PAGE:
State Sen. David Johnson (D-Little Rock) today announced that he’s running for district court judge for Jacksonville District Court and Maumelle District Court in next year’s election.
Rumor mill on who might run for Johnson’s senate seat: former state representative and Democratic party chairman Will Bond (Bond now lives in Little Rock, but represented Jacksonville in the legislature). Other possibilities: lawyer Nate Coulter, a former Democratic nominees for lieutenant governor; lawyer and banker John Adams, who has made recent unsuccessful runs for Congress and the state House; and public relations consultant Jordan Johnson. Not expected to run: freshman state Rep. Clarke Tucker of Little Rock.
Johnson previously worked as deputy prosecuting attorney in Pulaski County from 1998 to 2004, including work in the Jacksonville and Maumelle District Courts. In 2004, he was elected to the state House, where he served two terms before being elected to the Senate in 2008.
Jacksonville and Maumelle previously had separate district courts, each with its own judge; beginning January 1, 2017, the district courts will be combined under a single judge. The current judges are expected to retire.
Press release from Johnson after the jump:
Senator David Johnson announces today that he is running for district court judge for Jacksonville District Court and Maumelle District Court in next year’s election. If elected, Johnson would be returning to familiar territory. From 1998 to 2004, Johnson served the people of Pulaski County as deputy prosecuting attorney, and, for the first two years of that service, he worked full-time in Jacksonville District Court and Maumelle District Court.
“Working as a young attorney in Jacksonville and Maumelle District Courts was a great experience for me. There, I first learned how a courtroom should be run. I would be honored to return to those same courtrooms as a judge.” – Senator David Johnson
Senator Johnson is ready to be district court judge. During his time as deputy prosecuting attorney, Johnson tried fifty-two jury trials for cases ranging in nature from petty theft to capital murder. Over his seventeen years as a licensed attorney in Arkansas, Johnson has tried hundreds of non-jury trials to judges in district court and circuit court for almost every variety of criminal offense and a wide range of civil cases. His work has demanded mastery of the rules of courtroom procedure, which he is prepared to enforce as judge. Johnson has served as special district court judge.
Senator Johnson is committed to serving the people and families of Pulaski County. In addition to his service as deputy prosecuting attorney, Senator Johnson has spent over a decade representing Pulaski County families first as State Representative and then as State Senator. At the legislature, Johnson made our streets safer by sponsoring legislation to strengthen Arkansas DWI law. He supported criminal justice reform measures that increased funding for effective diversion courts including drug courts and improved probation and parole services to get past offenders on the right track. And Johnson provided much-needed support to schoolchildren by spearheading legislation to strengthen Arkansas’s anti-bullying laws. For his steadfast support at the legislature of Arkansas’s courts, Arkansas Judicial Council, which is the association of circuit and appellate court judges in Arkansas, awarded Johnson the First Branch Award.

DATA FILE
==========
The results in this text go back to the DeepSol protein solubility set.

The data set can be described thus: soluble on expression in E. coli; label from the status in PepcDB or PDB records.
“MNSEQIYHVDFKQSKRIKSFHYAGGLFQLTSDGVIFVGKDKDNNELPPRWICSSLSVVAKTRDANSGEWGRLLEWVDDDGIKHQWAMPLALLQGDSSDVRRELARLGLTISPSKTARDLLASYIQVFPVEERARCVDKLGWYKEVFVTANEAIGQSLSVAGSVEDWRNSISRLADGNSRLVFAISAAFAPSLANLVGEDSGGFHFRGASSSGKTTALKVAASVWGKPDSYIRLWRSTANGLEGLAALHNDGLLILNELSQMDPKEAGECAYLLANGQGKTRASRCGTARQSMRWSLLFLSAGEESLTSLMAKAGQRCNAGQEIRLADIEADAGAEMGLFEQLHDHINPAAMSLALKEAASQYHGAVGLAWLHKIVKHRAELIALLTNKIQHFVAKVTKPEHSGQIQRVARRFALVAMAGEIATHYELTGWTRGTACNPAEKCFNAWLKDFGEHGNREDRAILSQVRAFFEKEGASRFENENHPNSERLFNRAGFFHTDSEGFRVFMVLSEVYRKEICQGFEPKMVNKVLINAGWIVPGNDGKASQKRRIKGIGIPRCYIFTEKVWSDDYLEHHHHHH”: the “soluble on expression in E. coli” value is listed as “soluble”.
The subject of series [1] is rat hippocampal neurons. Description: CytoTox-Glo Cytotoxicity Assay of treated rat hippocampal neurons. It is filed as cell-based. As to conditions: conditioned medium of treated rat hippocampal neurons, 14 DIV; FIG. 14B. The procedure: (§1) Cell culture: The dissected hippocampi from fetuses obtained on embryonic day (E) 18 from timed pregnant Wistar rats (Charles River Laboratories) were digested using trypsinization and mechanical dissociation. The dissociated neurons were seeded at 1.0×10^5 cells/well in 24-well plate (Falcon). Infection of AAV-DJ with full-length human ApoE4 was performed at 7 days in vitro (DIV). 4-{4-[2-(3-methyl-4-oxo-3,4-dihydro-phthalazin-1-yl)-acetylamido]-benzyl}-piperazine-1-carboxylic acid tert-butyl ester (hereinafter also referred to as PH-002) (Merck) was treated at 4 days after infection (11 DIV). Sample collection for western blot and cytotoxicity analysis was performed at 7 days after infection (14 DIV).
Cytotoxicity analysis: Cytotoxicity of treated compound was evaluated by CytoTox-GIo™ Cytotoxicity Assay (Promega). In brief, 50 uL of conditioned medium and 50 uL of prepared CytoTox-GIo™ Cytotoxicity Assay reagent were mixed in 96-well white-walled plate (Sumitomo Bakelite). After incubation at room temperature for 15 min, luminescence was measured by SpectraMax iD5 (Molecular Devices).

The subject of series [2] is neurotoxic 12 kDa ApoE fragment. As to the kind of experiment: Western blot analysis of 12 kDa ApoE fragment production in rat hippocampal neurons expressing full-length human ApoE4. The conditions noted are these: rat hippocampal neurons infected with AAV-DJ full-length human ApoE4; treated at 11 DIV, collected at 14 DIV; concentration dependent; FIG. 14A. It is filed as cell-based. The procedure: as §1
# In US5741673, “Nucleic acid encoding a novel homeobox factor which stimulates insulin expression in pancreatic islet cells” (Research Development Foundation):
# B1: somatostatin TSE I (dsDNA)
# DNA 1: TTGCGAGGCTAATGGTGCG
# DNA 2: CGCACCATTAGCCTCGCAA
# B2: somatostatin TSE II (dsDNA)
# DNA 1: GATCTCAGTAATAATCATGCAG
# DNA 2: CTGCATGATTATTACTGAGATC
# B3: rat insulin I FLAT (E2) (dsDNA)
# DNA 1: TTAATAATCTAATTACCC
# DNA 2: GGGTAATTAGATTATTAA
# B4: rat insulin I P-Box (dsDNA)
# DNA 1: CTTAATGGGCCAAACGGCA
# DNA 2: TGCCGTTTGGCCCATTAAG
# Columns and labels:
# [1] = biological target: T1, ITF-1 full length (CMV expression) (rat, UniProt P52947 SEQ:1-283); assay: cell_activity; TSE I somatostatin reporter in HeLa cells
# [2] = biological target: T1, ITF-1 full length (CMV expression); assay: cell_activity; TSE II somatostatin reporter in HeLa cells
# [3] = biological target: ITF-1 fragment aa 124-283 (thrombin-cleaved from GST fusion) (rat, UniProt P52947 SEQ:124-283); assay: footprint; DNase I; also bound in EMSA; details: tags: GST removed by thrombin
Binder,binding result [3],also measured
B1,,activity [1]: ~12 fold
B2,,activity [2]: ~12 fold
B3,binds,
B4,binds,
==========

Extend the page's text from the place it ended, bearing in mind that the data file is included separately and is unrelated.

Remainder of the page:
Senator Johnson and his wife, Amy, are the parents of three daughters. He served as chairman of the Board of Stewards for First United Methodist Church of Little Rock and as member of the board of directors of Youth Home.
Historically, each of Jacksonville District Court and Maumelle District Court has been served by its own judge. Judge Robert Batton has served as Jacksonville District Court judge since 1977. Judge Roger Harrod has served as Maumelle District Court judge since 2005. Effective January 1, 2017, however, a single judge will serve both district courts, and each court will have jurisdiction of all of Pulaski County. Voters of Pulaski County will elect that judge in 2016.
Pulaski County is home to nearly 400,000 people. Reaching Pulaski County’s voters will be no small task. Senator Johnson estimates that a campaign for district court judge may cost as much as $150,000.